Luckily, most cases that are initially contested settle at a “halfway point” during the divorce process. The halfway point usually involves mediation, where both spouses come to an agreement over their disputes. Once those issues are settled, the case then becomes an “uncontested case.”

How Long Does It Take to Finalize a Divorce That Goes From Contested to Uncontested?

A divorce that’s initially contested can take more time if the receiving party hides from the process server. Believe it or not, many spouses who aren’t ready to accept their spouse’s desire for divorce will dodge getting hit with the paperwork.

This process can extend the divorce process by a month. Process servers are fast and resourceful, though, so a spouse has to be quite tricky in their methods to keep dodging the server.

Once the other party receives the Summons and Petition, they have 20 days to file their answer. Next comes the discovery process, including financial disclosure, which takes approximately 3 months. Both sides must send the other party a set of financial documents, such as pay stubs, bank statements, tax returns, and retirement account statements.

Cases that are fully contested have more time-consuming requirements, so the process can take longer.

If there are children involved, the state of Florida requires a 4-hour parenting course for both parties before they can finalize a divorce.

If mediation is required, it’ll usually occur 4 to 5 months after filing. Most contested cases come to a conclusion at this point.

Florida requires mediation in all contested divorce cases, and it can be done through a private mediator or the courthouse. Opting to go with a private mediator can save some time in the divorce process.

The final hearing in an initially contested case usually occurs 4 to 6 months after the beginning of the case. It’s the last state of the divorce process, so technically, your divorce could be over in less than 6 months.

What Can Slow Down or Speed up the Process?

Here are some things which can speed up or slow down the process:

  • The accuracy of documents
  • Coming to an agreement in mediation
  • Failure to follow the procedures (either party or both)
  • Availability of the judge

Attorneys have an in with judges in that it’s much easier for them to call and grab a date. If neither spouse has an attorney, the flow and timing could be a little more up in the air.

Contested Divorces Take the Longest

Contested divorces are the long, drawn-out battles you hear about from friends or watch on TV dramas.

Some of these cases go to trial, but either way, the process is usually long and unpredictable.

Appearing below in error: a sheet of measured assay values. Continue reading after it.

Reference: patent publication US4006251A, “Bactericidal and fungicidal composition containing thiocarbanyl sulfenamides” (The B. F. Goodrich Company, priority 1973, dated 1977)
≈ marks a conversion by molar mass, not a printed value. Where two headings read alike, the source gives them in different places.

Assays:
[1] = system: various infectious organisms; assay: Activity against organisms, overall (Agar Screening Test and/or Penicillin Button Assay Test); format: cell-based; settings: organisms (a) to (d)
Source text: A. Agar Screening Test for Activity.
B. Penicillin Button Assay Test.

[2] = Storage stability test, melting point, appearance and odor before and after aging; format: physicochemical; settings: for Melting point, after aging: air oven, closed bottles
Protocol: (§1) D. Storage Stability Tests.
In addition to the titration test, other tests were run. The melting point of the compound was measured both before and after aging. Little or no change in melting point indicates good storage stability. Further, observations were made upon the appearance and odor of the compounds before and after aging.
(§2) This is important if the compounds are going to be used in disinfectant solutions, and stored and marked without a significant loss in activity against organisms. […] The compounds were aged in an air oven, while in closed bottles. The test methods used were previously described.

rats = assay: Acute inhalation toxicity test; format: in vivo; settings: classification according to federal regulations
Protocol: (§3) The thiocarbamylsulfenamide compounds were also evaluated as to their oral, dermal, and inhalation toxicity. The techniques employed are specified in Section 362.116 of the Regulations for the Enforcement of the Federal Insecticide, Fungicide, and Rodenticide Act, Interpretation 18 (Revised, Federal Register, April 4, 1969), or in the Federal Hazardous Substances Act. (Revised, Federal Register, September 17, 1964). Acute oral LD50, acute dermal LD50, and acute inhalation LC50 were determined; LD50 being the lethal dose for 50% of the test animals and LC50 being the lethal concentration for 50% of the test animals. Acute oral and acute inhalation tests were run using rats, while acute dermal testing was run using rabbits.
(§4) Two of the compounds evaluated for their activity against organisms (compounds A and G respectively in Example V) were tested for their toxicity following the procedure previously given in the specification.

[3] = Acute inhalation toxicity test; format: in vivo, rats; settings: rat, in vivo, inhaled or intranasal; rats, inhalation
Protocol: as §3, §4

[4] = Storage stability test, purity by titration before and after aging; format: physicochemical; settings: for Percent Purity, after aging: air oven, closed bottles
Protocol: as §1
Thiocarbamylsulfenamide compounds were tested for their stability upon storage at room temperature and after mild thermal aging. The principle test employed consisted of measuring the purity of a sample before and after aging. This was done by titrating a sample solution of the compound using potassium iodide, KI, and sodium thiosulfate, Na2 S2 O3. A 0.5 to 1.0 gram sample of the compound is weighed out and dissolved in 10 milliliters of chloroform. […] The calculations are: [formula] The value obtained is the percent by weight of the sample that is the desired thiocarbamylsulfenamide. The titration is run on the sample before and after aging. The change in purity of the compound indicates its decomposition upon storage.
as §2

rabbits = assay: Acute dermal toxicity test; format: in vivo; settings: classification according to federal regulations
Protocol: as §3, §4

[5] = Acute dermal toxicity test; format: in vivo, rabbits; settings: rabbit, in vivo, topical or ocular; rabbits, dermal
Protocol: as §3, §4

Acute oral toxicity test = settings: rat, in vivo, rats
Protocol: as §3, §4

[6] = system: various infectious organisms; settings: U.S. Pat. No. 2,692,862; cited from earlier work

Finalizing a divorce that’s contested can take anywhere from 9 months to 3 years. Once in a while, a contested divorce in Florida will take 5 or 6 years, but that’s rare.

The First Half of a Contested Divorce Case

The first half of a contested divorce case takes about 3 to 9 months. It looks similar to that of an initially contested case in that the case has to be prepared, filed, and then served.

Financial disclosure can take months, and the court always orders mediation in the state of Florida.

Because things are contested, the process is more extensive, detailed, and can go back and forth for quite some time. One or both sides could refuse disclosure requests and end up going back and forth to court. Sometimes, a delay is even used as a strategic weapon.

Depositions and Trials

If either side conducts a deposition, it usually means there’s significant conflict. During depositions, both attorneys ask questions, a court reporter types everything, and the process can take a lot of money and time.

The final trial of a contested case can take anywhere from 4 hours to 2 weeks. Usually, they last about a day. The preparation, however, can take up to a year. Typically though, it’s more like 5 months.

As you can see, there’s a lot of variation in Florida divorce case lengths, especially concerning contested cases.

How Long Does It Take for a Divorce to Finalize in Florida?

How long does it take for a divorce to finalize in Florida? The average length is about 6 months. But as you can see from the many different types of cases and circumstances that arise, the divorce process can take 4 months or 4 years.

If you’re anxious to finalize your divorce, the best thing both parties can do is, be honest in their disclosures and willing to negotiate.

Are you ready to get started and want to know how we can help? Even if both parties are in agreement, divorce can be emotionally and physically draining.

Contact us with any questions or concerns. We are here to make your divorce process as easy for you as we can.